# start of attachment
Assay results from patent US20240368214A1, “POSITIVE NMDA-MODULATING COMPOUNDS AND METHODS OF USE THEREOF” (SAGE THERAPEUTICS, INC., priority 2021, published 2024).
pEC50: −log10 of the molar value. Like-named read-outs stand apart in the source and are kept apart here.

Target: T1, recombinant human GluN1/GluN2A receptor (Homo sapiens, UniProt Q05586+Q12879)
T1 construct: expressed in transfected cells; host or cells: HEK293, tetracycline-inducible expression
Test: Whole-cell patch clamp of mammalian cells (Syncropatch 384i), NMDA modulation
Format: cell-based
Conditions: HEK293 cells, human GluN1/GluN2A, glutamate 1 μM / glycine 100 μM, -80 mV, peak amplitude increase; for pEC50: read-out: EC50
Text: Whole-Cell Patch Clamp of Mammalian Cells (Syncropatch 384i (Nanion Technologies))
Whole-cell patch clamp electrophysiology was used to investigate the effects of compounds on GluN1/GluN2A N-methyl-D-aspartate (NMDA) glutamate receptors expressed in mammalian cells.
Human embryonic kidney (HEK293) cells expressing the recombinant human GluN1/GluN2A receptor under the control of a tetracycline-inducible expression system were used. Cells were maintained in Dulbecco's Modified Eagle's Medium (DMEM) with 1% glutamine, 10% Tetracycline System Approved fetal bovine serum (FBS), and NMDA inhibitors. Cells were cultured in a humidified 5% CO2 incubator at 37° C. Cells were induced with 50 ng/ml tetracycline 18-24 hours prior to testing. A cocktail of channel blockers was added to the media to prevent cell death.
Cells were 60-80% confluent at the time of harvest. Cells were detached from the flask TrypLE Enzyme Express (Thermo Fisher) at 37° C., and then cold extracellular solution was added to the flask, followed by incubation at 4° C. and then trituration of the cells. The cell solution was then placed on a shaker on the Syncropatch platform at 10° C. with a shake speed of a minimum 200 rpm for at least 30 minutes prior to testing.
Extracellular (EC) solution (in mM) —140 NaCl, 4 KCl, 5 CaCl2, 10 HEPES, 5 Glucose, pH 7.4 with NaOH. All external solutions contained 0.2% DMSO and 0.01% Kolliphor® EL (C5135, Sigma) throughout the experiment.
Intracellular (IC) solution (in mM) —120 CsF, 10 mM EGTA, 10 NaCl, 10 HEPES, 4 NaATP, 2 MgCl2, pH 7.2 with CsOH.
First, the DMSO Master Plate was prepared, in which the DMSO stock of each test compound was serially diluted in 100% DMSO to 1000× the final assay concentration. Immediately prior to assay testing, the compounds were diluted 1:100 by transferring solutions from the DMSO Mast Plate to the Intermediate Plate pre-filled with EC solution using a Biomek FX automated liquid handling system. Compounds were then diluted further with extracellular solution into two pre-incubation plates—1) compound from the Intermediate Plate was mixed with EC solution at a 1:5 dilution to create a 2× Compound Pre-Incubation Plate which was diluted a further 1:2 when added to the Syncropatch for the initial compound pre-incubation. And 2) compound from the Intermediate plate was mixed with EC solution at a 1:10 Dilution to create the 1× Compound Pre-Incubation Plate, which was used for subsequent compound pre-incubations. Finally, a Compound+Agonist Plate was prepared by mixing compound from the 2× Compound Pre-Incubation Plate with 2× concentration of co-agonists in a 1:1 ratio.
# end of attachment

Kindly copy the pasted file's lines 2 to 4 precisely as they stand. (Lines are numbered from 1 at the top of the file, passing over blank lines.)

pEC50: −log10 of the molar value. Like-named read-outs stand apart in the source and are kept apart here.

Target: T1, recombinant human GluN1/GluN2A receptor (Homo sapiens, UniProt Q05586+Q12879)
T1 construct: expressed in transfected cells; host or cells: HEK293, tetracycline-inducible expression